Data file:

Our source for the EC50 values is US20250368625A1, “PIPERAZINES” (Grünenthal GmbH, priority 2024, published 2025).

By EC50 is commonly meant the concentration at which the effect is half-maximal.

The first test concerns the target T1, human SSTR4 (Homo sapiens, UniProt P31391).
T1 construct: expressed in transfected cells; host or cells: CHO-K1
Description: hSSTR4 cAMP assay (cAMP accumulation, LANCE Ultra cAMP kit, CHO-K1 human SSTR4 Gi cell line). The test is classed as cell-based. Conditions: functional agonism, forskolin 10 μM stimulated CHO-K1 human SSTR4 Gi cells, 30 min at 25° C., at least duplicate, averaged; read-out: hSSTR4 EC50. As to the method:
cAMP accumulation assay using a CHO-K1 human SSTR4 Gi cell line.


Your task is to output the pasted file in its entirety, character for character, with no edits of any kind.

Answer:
Our source for the EC50 values is US20250368625A1, “PIPERAZINES” (Grünenthal GmbH, priority 2024, published 2025).

By EC50 is commonly meant the concentration at which the effect is half-maximal.

The first test concerns the target T1, human SSTR4 (Homo sapiens, UniProt P31391).
T1 construct: expressed in transfected cells; host or cells: CHO-K1
Description: hSSTR4 cAMP assay (cAMP accumulation, LANCE Ultra cAMP kit, CHO-K1 human SSTR4 Gi cell line). The test is classed as cell-based. Conditions: functional agonism, forskolin 10 μM stimulated CHO-K1 human SSTR4 Gi cells, 30 min at 25° C., at least duplicate, averaged; read-out: hSSTR4 EC50. As to the method:
cAMP accumulation assay using a CHO-K1 human SSTR4 Gi cell line.